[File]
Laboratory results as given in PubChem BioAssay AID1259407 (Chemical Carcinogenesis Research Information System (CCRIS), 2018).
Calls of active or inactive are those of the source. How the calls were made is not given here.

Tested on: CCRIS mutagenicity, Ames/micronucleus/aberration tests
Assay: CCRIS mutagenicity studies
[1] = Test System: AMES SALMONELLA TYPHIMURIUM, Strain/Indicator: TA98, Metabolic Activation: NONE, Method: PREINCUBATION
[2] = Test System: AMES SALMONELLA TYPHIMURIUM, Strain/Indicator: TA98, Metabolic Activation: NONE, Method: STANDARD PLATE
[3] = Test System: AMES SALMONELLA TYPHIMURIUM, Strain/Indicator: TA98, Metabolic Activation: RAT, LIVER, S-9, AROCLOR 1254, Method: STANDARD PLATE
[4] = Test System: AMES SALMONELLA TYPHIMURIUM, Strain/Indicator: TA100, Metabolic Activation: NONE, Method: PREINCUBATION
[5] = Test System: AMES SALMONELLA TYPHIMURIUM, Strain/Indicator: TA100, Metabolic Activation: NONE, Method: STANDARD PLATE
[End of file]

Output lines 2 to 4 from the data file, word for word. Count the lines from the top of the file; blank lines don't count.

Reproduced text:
Calls of active or inactive are those of the source. How the calls were made is not given here.

Tested on: CCRIS mutagenicity, Ames/micronucleus/aberration tests
Assay: CCRIS mutagenicity studies